Ronny Ron Appeals Conviction for Granddaughter's Murder, Blames Child's Mother

Rose Pizem, 4, went missing in May 2008, and her body was found stuffed in a suitcase in the Yarkon River four months later.

Ofra Edelman
Ofra Edelman
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Ofra Edelman
Ofra Edelman

Ronny Ron, who was convicted of the murder of his granddaughter Rose Pizem four years ago, on Saturday appealed his life sentence claiming it was his partner, Marie-Charlotte Pizem, who had killed her 4-year-old daughter.

Rose Pizem went missing in May 2008. Her body was found stuffed in a suitcase in the Yarkon River four months later. Ron and Marie-Charlotte Pizem were sentenced to life in June last year, after Ron admitted hitting Rose, his granddaughter and his partner's daughter, thus causing her death.

Ron was found guilty of murder after he acknowledged striking the girl in a fit of rage, but denied any intention to kill her. Rose's mother was convicted of soliciting her daughter's murder.

Now, in a retraction of his admission, Ron says it was Marie-Charlotte Pizem who killed Rose, and he had admitted doing it only to protect her. He says he discovered Rose's death only after the fact and assisted his partner in throwing the body into the Yarkon River, according to the appeal.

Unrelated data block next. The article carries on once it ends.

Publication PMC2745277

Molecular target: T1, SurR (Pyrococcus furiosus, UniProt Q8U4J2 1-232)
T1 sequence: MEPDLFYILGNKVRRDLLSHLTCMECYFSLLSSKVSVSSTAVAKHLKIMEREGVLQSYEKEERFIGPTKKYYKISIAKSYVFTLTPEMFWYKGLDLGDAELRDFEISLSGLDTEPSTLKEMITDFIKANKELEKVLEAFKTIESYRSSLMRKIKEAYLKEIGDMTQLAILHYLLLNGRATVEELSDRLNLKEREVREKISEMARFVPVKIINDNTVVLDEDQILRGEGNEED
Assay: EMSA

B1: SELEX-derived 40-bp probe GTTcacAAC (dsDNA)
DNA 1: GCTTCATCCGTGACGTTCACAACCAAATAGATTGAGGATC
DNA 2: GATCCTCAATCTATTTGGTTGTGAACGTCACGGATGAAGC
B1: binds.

Ron says the police promised him at the beginning of his interrogation that his partner would be released if it transpired she was not involved in the killing. He says they realized that all he wanted was her release, "even to the extent of taking the blame on himself," the appeal states.

He says he was denied consultation with a lawyer and had not been cautioned in the interrogation. He claims the police infringed on the confidentiality between himself and his lawyer and says his interrogation violated human dignity. He also says the police exercised unreasonable mental pressure on him by bringing his underage daughters to the police station during his questioning.

"The appellant will say he is not a murderer. He had no motive to murder Rose. He loved her dearly, saw her as a daughter ... wanted to adopt her legally and fought to raise her in Israel. Marie, on the other hand ... did not want Rose in her life ... and consistently said she didn't want her," the appeal states.

Rose PizemCredit: Getty Images
Marie Pizem, mother of Rose, in court.Credit: Moti Kimche
Ronny Ron, 2nd left, and Marie-Charlotte Pizem, right.
Ronny Ron, grandfather of Rose Pizem, in court.
Grandfather Ronny Ron with Rose, left.
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Ronny Ron, 2nd left, and Marie-Charlotte Pizem, right.Credit: Nir Keidar
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Ronny Ron, grandfather of Rose Pizem, in court.Credit: Alon Ron
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Grandfather Ronny Ron with Rose, left.Credit: Moti Kimche
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